Much more happened in North Ireland, including a tea with the Shaws at which Sadie Shaw had us in stitches, and riding in the back of James and Peggy's car while we all sang Gilbert & Sullivan songs (Peggy did this better than the rest of us; she was then appearing in an amateur production of one of the G&S operettas), and me taking the opportunity one afternoon to sit down at Walt's typewriter, in a room overlooking the wild Irish Sea (I suddenly understood one reason Walt hadn't managed to complete many fan-pieces lately) to write the first couple of pages of a Carl Brandon satire on Ballard's The Drowned World -- I never finished this, which in view of Walt's gafiation seemed appropriate. but eventually we had to leave and return to the States: Carol and I and Ted took the train to Dublin -- Pete had already left, having other plans -- and Ian McAulay met us in Dublin and gave us a quick tour by car around the city before depositing us at Shannon Airport at which we ignored the duty-free shops and boarded a plane for New York City. On the plane, while I was sitting with Ted, I ordered a martini, which caused Ted to accuse me of selling out to the establishment since I'd gone to work at Ace Books; he ordered a beer. I spent much of the flight trying to explain to him the virtues of having money enough to partake of sophisticated drinks, but he'd have none of it. ten years later, when Ted was editing Heavy Metal, he told me of his many perqs there, and I told him he had sold out.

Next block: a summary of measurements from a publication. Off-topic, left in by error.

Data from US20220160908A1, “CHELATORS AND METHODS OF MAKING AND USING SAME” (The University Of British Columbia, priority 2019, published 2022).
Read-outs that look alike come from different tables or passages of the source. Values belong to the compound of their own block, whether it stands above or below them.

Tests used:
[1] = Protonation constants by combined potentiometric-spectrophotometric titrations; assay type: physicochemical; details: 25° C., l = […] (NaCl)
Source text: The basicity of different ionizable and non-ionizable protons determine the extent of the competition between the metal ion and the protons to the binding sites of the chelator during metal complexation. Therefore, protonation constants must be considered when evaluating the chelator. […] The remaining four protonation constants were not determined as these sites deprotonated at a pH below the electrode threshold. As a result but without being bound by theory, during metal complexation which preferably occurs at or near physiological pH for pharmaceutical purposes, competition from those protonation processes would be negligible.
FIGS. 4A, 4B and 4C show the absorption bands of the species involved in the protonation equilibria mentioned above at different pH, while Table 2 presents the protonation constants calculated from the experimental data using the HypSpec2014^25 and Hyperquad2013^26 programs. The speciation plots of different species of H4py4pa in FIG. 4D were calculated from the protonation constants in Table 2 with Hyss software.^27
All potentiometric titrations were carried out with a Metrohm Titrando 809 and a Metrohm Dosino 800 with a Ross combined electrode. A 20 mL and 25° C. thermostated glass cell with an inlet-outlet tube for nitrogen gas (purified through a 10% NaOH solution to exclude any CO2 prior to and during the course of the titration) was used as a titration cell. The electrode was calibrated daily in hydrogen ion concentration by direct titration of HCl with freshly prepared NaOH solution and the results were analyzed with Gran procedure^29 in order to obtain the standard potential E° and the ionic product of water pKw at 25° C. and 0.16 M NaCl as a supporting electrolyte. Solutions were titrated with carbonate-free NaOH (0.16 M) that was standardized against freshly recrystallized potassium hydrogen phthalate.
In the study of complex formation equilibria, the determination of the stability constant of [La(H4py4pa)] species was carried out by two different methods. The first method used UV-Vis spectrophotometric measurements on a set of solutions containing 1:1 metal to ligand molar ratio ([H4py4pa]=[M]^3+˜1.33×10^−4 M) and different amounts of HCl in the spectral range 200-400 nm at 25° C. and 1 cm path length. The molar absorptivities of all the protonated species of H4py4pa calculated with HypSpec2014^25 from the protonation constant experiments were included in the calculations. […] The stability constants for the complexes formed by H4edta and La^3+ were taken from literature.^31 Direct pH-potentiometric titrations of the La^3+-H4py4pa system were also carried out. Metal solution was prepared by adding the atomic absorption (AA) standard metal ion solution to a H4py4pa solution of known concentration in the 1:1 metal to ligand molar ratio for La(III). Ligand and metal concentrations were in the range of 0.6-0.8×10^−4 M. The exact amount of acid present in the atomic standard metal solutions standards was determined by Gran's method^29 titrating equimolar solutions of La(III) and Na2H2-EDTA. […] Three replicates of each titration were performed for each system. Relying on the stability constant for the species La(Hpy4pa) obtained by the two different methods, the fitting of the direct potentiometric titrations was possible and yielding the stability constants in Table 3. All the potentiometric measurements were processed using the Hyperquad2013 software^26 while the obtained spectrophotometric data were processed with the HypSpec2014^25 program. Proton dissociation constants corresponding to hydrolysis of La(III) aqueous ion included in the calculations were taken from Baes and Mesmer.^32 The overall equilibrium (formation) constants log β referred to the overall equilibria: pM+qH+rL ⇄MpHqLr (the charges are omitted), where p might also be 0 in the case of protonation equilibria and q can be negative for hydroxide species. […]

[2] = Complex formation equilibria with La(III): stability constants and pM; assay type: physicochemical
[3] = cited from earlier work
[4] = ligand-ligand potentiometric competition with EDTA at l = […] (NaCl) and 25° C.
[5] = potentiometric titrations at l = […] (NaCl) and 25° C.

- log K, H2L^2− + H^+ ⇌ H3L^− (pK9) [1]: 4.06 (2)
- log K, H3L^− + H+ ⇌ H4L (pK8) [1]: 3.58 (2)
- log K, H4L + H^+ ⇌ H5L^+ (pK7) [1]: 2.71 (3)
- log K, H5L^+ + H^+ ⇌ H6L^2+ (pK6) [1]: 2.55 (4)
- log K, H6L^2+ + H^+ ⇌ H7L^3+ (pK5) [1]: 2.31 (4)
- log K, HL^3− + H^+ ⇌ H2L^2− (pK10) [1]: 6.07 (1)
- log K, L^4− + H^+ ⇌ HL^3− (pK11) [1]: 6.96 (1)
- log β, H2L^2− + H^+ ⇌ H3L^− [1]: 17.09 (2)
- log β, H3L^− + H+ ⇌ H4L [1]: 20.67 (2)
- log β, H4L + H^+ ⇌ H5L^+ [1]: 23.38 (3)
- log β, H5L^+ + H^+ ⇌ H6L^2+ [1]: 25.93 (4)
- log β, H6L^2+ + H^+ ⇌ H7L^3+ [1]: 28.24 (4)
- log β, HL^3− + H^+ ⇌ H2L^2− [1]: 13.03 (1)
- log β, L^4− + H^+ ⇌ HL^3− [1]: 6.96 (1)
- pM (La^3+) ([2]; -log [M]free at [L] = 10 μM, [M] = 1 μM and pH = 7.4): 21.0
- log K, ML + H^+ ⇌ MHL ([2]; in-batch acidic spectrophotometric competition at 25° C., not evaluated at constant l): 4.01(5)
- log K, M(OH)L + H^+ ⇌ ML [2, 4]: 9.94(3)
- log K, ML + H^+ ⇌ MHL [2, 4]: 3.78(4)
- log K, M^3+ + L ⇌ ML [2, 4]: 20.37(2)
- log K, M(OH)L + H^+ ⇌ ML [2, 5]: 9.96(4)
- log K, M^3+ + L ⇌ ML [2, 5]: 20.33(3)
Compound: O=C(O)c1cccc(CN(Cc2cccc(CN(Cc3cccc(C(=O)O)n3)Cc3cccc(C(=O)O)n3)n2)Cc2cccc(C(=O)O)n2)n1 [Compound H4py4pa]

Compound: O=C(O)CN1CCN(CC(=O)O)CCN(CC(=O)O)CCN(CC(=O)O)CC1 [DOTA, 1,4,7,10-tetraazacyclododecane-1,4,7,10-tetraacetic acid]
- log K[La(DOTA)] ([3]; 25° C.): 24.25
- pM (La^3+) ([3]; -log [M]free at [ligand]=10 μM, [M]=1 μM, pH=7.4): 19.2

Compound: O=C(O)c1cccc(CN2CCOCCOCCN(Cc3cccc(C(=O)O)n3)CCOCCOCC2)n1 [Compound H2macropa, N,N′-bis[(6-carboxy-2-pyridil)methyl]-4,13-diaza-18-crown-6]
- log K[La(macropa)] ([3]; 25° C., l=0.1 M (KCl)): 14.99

But the truth, of course, is that despite times in both our lives when we had some extra money, both Ted and I have remained simple fans unsullied by big-money blandishments, twilltone-true forever. until we get a better offer, of course.

Carol and I returned to New York and took up our regular lives almost as if nothing like TAFF had happened to us. We seldom regaled our friends with tales of Paris, London, and Ireland. The next year, 1966, brought Tom Schlück to the U.S. as TAFF representative; he stayed with me and Carol in NYC and we introduced him to Americans at the Cleveland worldcon and fanhistory went onward as it always does. All this happened nearly twenty years ago, in a time few people remember and even those of us who took part in it find nearly mythic and recall it through a pint, stoutly.

Editorial Note: Larry Carmody

The preceding piece began life as a long letter and grew from there. As Terry wrote in a P.S., ' ... it's the only TAFF report of my trip that I'm ever likely to write,' so consider it as such. Now who's next? Elliot Shorter? Steve Stiles? Avedon Carol? Or even one of your co-editors, Stu Shiffman, who has already published a piece of his? We shall see. And, Elliot, we still have that stencil with the piece of art work to go with the installment of your TAFF report. Since that stencil was cut in 1978, we don't know just how well it will print ...